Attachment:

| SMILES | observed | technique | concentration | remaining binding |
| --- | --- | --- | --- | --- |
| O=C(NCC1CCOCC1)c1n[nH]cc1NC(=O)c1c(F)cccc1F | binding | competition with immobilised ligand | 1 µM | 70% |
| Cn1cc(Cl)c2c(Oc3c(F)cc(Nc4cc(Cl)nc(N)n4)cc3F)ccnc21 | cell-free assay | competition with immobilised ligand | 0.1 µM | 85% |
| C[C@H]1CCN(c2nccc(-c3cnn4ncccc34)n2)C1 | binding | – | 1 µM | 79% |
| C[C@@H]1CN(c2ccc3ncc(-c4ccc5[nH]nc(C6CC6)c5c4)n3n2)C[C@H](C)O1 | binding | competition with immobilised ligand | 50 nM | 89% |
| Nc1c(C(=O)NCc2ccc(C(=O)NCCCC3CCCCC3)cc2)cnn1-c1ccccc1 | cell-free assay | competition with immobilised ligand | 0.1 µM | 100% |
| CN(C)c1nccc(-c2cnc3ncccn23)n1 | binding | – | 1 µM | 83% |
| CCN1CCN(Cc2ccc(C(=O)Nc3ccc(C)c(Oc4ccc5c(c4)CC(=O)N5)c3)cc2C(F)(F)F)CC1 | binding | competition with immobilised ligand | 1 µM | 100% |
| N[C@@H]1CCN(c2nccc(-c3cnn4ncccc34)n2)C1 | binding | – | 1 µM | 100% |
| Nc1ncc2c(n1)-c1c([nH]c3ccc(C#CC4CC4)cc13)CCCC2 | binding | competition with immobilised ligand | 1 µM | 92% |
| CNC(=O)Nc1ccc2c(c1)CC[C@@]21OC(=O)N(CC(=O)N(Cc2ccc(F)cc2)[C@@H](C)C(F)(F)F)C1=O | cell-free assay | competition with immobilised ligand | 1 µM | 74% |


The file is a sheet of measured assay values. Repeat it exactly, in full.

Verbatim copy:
| SMILES | observed | technique | concentration | remaining binding |
| --- | --- | --- | --- | --- |
| O=C(NCC1CCOCC1)c1n[nH]cc1NC(=O)c1c(F)cccc1F | binding | competition with immobilised ligand | 1 µM | 70% |
| Cn1cc(Cl)c2c(Oc3c(F)cc(Nc4cc(Cl)nc(N)n4)cc3F)ccnc21 | cell-free assay | competition with immobilised ligand | 0.1 µM | 85% |
| C[C@H]1CCN(c2nccc(-c3cnn4ncccc34)n2)C1 | binding | – | 1 µM | 79% |
| C[C@@H]1CN(c2ccc3ncc(-c4ccc5[nH]nc(C6CC6)c5c4)n3n2)C[C@H](C)O1 | binding | competition with immobilised ligand | 50 nM | 89% |
| Nc1c(C(=O)NCc2ccc(C(=O)NCCCC3CCCCC3)cc2)cnn1-c1ccccc1 | cell-free assay | competition with immobilised ligand | 0.1 µM | 100% |
| CN(C)c1nccc(-c2cnc3ncccn23)n1 | binding | – | 1 µM | 83% |
| CCN1CCN(Cc2ccc(C(=O)Nc3ccc(C)c(Oc4ccc5c(c4)CC(=O)N5)c3)cc2C(F)(F)F)CC1 | binding | competition with immobilised ligand | 1 µM | 100% |
| N[C@@H]1CCN(c2nccc(-c3cnn4ncccc34)n2)C1 | binding | – | 1 µM | 100% |
| Nc1ncc2c(n1)-c1c([nH]c3ccc(C#CC4CC4)cc13)CCCC2 | binding | competition with immobilised ligand | 1 µM | 92% |
| CNC(=O)Nc1ccc2c(c1)CC[C@@]21OC(=O)N(CC(=O)N(Cc2ccc(F)cc2)[C@@H](C)C(F)(F)F)C1=O | cell-free assay | competition with immobilised ligand | 1 µM | 74% |